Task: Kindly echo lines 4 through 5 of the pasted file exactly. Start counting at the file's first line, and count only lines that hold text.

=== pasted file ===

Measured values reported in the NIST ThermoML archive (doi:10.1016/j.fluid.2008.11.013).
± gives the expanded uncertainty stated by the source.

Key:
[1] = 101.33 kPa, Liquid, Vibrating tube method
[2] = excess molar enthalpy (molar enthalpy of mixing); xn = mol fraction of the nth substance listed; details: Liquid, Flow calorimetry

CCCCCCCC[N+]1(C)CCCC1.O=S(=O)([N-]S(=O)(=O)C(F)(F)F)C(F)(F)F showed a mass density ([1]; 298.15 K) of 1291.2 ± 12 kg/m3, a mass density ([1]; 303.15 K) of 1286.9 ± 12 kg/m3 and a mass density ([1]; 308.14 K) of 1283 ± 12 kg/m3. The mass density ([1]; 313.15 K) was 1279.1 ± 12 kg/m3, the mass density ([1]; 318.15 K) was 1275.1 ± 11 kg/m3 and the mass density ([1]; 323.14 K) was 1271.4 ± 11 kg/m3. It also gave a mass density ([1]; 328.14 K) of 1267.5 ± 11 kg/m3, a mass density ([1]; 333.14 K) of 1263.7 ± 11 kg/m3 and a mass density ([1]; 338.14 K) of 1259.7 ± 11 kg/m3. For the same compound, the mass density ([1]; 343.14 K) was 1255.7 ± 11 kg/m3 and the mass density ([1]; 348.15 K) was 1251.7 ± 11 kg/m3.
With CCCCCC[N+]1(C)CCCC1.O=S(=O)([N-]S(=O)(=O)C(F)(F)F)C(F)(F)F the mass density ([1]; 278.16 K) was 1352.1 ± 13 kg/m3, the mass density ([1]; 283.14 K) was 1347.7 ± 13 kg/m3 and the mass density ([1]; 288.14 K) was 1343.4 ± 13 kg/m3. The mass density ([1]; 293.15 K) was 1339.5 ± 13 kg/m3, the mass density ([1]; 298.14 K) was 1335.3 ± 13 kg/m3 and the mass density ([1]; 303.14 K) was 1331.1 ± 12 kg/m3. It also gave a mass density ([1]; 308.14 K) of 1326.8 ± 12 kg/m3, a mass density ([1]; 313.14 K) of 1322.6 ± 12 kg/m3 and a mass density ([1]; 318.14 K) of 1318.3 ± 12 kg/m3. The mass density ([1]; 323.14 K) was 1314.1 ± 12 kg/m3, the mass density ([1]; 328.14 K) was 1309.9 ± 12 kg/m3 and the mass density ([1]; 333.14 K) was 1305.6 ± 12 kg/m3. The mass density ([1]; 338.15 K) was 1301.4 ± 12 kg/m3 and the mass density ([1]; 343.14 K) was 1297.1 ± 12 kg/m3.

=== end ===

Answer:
[1] = 101.33 kPa, Liquid, Vibrating tube method
[2] = excess molar enthalpy (molar enthalpy of mixing); xn = mol fraction of the nth substance listed; details: Liquid, Flow calorimetry